G/F Mike Dunleavy (7.2 ppg, 2.7 rpg) This is Dunleavy’s first season with Cleveland after spending the last three in Chicago, where he was primarily a starter. At 6-foot-7 Dunleavy can play either the two or the three, and with Smith not being signed it wouldn’t be a surprise if Dunleavy ended up starting. The question to be answered in that regard is whether or not Lue is sold on simply sliding Shumpert into the starting shooting guard role, or if there’s an open competition for the spot.

F: Richard Jefferson (5.5 ppg, 1.7 rpg) Jefferson isn’t as explosive athletically as he was earlier in his career, but he’s another veteran who’s accepted his role of providing defense and some occasional offense off the bench. Jefferson shot 45.8 percent from the field last year, and he’ll once again in be in a key bench role in 2016-17.

F: Channing Frye (7.5 ppg, 3.6 rpg) Frye’s late-season arrival from Orlando may have been overlooked when it happened, but his addition was key for Cleveland from a chemistry standpoint. Jefferson credited Frye with changing the team chemistry upon his arrival, with the team operating as one group as opposed to splintering off into cliques. There’s also Frye’s ability to step out and hit perimeter shots, which helps with Cleveland’s offensive spacing when he’s on the floor.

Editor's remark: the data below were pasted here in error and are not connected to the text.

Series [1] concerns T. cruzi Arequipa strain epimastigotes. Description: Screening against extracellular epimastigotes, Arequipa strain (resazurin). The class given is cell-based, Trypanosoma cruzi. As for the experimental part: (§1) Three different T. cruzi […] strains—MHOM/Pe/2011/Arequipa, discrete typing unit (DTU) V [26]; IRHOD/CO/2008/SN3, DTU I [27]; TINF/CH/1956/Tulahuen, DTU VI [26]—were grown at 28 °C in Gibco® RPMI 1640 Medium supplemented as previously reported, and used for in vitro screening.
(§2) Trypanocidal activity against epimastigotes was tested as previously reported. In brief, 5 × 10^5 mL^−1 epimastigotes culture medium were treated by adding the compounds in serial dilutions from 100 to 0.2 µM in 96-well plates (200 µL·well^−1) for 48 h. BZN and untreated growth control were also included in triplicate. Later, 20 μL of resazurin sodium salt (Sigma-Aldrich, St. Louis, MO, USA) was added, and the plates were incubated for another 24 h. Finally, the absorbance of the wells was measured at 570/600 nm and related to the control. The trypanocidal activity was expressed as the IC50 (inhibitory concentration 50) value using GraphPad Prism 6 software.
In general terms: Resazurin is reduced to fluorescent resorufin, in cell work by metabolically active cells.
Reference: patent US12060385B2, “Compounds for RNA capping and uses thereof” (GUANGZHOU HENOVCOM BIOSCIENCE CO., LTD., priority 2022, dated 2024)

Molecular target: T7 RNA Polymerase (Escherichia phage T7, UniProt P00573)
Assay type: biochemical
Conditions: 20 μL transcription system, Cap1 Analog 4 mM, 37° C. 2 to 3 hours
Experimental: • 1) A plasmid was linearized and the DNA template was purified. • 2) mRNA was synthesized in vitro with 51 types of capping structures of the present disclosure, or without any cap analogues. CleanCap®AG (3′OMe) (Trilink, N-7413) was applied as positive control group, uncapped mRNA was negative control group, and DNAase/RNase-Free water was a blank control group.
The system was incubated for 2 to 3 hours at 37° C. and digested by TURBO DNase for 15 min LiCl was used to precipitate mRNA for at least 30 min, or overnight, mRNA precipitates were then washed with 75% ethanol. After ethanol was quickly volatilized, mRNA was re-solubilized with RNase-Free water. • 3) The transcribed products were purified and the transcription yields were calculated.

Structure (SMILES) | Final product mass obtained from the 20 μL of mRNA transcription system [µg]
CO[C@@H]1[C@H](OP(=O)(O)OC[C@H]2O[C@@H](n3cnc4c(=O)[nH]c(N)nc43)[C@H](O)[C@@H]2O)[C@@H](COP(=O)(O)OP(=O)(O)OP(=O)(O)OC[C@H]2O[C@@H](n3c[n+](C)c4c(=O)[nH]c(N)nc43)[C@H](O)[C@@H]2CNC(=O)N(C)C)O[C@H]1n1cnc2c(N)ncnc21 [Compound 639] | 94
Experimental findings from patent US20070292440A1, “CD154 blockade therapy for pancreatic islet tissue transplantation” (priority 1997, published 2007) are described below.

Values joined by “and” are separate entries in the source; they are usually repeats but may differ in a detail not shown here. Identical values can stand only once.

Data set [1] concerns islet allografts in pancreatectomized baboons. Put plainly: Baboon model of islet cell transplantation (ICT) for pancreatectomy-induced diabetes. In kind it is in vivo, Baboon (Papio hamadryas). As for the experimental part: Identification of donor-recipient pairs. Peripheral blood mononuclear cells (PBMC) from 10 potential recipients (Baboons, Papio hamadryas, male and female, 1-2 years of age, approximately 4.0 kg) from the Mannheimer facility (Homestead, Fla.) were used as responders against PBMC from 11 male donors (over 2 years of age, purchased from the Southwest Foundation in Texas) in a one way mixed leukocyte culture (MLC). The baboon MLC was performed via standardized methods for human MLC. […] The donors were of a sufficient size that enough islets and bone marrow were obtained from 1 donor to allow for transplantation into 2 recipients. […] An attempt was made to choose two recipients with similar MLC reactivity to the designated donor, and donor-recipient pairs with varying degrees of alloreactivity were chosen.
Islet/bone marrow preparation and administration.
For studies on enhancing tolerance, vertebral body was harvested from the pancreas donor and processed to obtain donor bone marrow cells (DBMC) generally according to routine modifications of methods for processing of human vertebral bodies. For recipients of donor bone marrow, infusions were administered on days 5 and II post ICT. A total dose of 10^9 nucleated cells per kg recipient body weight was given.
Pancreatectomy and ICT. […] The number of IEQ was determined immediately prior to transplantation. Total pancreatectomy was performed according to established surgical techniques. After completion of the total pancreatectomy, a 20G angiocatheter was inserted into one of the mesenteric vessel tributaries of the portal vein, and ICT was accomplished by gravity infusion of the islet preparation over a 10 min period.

F/C: Chris Andersen (3.9 ppg, 3.6 rpg) The “Birdman,” who was a teammate of James’ in Miami, spent last season with both the Heat and the Grizzlies. His arrival in Cleveland gives the Cavaliers another active big man who will focus on defending and rebounding, but Anderson’s age (he turned 36 in July) is something that could open the door for a young big man to earn a spot on the roster.


Other Players in Cavaliers Training Camp

Kay Felder Cavs

Rookie Kay Felder was one of college basketball’s best guards at Oakland (Getty)

G Jordan McRae: McRae doesn’t have a guaranteed contract, but with Cleveland having just 11 guaranteed deals right now the numbers are in his favor when it comes to making the team. He played in 15 games for the Cavs last season, averaging 4.1 points per game.
G/F DeAndre Liggins: The 6-foot-6 Liggins hasn’t played in the NBA since 2013-14, but his abilities as a defender are what earned him the training camp invite and ultimately a spot on the opening night roster. Liggins beat out veteran Dahntay Jones for the spot.


Cavaliers Coaching Staff

Head coach: Tyronn Lue (Second season; 27-14 career record; 27-14 2015-16 record.)

Assistant coaches: Jim Boylan, Larry Drew, James Posey, Phil Handy, Mike Longabardi

UPDATE (10/3): Cleveland announced the signing of point guard Toney Douglas, and forward/center Eric Moreland was waived.

UPDATE (10/15): Cleveland and J.R. Smith agree to a four-year, $57 million deal. The Cavaliers waived point guard Toney Douglas.

UPDATE (10/20): Cleveland waived guard Markel Brown and forwards Jonathan Holmes and Cory Jefferson.

UPDATE (10/22): The Cavaliers announce that they have waived guard/forward John Holland.

UPDATE (10/24): The Cavaliers announce that they have waived guard Dahntay Jones.